Bouvier des Flandres Dog Breed Information
Bouvier des Flandres Dog – Just The Facts
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With a French flair to their name, who can ever forget the Bouviers des Flandres? The ruggedly hairy and bearded breed exudes an imposing presence. These working dogs have so much will power that they can easily overwhelm the novice pet owner! From head to tail and facial expression, there’s no doubt that the Bouvier is your perfect watchdog.
Origin and History
“Bouvier” is French for ox or cowherd, but this dog breed actually hails from Brussels, Belgium, where the pooches were aptly labeled as dirty beards, cattle drivers and cow dogs. They herded cattle and guarded farms. They also functioned as messengers during the First World War.
Because the early owners weren’t really particular about breeding the Bouvier for conformation, the dogs proliferated in a variety of colors and sizes. It wasn’t until 1912 that the standards for appearance began to be established. They were revised 10 years later. Today, you can find the dogs actively joining herding trials and shows.
Bouvier des Flandres Temperament
The gentle-looking giant is not to be underestimated. You’re likely to encounter some mood and dominance issues with the pooch. So unless you’re ready for major work, you may want to gain some experience in dog ownership before venturing into Bouviers ownership. The Bouviers des Flandres is generally protective, smart and reliable, yet they should never be left unsupervised around kids.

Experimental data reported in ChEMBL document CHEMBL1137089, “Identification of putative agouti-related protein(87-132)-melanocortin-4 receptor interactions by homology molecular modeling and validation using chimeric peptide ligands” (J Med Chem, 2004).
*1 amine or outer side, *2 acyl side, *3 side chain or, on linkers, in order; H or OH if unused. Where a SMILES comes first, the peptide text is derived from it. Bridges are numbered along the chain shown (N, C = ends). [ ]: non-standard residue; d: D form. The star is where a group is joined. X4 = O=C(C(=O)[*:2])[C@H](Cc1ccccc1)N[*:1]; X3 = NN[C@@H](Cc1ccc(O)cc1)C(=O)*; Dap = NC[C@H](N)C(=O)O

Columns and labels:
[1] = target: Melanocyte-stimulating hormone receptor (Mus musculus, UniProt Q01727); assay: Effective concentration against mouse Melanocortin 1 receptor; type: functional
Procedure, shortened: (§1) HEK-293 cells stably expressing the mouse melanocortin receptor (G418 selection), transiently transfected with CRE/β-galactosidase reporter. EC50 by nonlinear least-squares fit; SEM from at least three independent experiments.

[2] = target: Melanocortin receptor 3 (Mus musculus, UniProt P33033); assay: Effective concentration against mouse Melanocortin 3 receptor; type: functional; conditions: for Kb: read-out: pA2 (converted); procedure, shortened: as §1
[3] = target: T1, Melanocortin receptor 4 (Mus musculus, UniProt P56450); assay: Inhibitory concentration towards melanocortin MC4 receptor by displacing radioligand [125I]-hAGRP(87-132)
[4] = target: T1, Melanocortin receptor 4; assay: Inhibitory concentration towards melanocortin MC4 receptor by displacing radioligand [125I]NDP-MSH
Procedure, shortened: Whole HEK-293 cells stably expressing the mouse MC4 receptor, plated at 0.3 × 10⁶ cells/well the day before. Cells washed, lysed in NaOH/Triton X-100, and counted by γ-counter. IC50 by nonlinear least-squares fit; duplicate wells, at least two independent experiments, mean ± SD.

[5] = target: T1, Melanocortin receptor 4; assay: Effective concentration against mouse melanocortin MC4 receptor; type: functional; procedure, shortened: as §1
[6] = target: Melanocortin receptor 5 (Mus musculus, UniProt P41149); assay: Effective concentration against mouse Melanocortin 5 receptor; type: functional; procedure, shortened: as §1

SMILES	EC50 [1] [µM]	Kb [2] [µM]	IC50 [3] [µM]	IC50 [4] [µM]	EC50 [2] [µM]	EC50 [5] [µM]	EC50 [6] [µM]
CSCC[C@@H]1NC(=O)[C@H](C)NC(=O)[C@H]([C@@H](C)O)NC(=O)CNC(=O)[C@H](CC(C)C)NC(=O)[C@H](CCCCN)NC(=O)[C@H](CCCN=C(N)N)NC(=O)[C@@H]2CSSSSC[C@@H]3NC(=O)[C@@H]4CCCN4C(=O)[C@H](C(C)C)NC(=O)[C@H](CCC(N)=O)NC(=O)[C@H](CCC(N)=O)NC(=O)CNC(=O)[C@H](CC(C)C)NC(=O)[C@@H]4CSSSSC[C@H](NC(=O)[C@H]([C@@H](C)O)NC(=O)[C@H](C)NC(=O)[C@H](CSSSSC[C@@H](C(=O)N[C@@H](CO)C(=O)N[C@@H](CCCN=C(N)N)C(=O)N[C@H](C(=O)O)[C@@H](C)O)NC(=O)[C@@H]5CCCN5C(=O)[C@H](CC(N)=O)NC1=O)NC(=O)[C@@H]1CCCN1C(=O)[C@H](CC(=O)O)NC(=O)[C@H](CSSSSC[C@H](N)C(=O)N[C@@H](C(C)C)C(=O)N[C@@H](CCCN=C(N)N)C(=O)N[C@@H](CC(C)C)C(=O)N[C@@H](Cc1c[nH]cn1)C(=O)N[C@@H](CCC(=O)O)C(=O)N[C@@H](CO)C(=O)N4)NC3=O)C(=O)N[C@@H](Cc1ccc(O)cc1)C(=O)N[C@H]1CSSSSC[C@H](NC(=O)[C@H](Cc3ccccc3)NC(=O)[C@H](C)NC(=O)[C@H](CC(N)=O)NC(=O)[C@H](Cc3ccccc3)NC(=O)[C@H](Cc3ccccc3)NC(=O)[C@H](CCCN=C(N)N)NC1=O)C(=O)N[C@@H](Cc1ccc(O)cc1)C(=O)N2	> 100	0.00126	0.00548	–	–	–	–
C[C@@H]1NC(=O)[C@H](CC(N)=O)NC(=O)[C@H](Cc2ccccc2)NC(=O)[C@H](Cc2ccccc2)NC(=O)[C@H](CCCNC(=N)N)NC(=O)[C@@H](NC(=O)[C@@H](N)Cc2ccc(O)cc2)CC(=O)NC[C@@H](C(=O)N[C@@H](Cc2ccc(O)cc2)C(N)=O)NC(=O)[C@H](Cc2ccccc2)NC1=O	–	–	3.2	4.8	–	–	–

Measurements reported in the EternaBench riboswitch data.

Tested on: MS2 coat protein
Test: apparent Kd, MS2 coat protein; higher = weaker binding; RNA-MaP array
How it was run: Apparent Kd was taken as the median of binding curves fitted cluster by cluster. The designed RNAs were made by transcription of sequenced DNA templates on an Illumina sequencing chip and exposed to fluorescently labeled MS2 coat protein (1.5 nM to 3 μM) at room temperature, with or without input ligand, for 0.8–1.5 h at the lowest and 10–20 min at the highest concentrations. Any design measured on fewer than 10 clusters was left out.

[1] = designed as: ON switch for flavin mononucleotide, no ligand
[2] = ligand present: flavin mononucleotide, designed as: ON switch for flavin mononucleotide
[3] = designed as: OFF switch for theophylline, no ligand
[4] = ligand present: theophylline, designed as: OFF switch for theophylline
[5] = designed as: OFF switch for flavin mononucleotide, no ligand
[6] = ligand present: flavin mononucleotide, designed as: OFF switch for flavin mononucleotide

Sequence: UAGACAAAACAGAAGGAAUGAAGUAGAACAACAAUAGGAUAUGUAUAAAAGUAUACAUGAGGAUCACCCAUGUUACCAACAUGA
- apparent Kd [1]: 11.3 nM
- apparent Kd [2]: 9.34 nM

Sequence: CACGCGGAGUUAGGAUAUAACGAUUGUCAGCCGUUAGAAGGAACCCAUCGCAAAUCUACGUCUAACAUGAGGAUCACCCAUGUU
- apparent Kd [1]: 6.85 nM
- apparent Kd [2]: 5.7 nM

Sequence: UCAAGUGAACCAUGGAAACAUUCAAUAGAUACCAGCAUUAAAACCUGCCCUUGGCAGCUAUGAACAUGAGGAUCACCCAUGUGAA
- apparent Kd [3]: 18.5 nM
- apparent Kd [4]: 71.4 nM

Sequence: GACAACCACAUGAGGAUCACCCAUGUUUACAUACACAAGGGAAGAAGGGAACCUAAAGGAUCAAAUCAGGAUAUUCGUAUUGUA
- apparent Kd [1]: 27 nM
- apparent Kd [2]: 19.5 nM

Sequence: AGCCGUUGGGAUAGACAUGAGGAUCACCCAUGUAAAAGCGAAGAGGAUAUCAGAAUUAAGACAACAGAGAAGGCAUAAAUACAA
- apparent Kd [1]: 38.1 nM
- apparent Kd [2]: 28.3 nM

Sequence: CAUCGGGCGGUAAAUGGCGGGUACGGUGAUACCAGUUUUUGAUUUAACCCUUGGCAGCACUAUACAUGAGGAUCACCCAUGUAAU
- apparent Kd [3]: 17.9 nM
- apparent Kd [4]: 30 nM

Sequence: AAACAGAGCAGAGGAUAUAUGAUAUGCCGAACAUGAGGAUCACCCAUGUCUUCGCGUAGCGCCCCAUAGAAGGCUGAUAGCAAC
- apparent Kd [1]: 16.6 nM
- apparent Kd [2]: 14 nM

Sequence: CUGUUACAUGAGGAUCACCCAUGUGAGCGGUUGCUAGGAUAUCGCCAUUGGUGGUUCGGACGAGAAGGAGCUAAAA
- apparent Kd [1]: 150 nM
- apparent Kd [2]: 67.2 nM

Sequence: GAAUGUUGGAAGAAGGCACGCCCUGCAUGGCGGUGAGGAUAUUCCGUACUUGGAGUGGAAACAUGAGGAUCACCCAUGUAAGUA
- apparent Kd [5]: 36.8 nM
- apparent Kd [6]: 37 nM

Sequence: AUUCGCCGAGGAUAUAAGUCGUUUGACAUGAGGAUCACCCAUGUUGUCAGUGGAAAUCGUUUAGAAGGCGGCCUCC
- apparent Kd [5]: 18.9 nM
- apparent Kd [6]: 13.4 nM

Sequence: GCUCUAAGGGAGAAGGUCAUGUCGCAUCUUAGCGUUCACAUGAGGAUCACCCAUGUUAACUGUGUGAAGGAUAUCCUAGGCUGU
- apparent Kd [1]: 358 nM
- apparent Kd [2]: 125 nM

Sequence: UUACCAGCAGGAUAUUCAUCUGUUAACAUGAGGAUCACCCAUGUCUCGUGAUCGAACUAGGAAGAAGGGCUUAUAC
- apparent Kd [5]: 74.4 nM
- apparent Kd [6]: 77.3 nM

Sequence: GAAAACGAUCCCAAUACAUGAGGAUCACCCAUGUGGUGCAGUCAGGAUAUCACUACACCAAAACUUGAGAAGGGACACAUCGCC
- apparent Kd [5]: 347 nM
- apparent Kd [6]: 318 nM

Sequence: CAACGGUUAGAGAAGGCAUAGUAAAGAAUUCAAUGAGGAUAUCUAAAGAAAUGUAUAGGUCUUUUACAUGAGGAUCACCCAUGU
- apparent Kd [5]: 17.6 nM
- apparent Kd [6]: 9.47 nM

Care, Grooming, Diet & Exercise
Living Environment – Due to their very thick double coats, a Bouviers des Flandres can barely stand the heat! You’ll need to keep these dogs in a cool environment, alternating their exposure to the outdoors and the indoors. They do best in typical suburban dwellings that have spacious yards. The dogs can also tolerate apartment living when socialized and exercised enough.
Grooming – The Bouvier des Flandres is a shaggy dog, and it’s one breed that’s a tad demanding in the grooming department. The dog’s double coat requires bi-weekly combing and quarterly scissoring and clipping. As a show dog, the Bouvier will also need professional stripping services. Be ready to nitpick some debris and tiny objects from your pet’s rough coat often!
Diet & Exercise – There are a few dietary choices to avoid: horse meat, corn, beet and anything that contains soy. For a nutritious treat, serve beef or poultry, and mix these protein sources with some brown rice in small, regular servings. Records indicate that Bouviers des Flandres dogs were once accustomed to consuming flax.
On a scale of 10, the Bouvier’s exercise needs fall at either an 8 or 9. This dog breed must get its exercise regimen on a daily basis. Recommended activities include closely supervised long walks and hikes, a good jog and plenty of vigorous play. A Bouvier des Flandres denied the chance to exercise will become very destructive and aggressive.
Health – Very few of these dogs live very long. They are susceptible to a host of health conditions, including chronic heart disease, cancer, canine hip dysplasia, and elbow disorders. By far, the worst and the most common risk which can afflict your Bouvier is bloat or gastric torsion.
Bouvier des Flandres Trainability
Repetition, adequate socialization and well-met needs to vent energy all play a part in successfully training the Bouvier des Flandres. It’s interesting to note that despite its stubborn streak and predisposition to dominant behavior, the pooch is a fast and fairly trainable learner. You just need to play your strings right when handling the dog.
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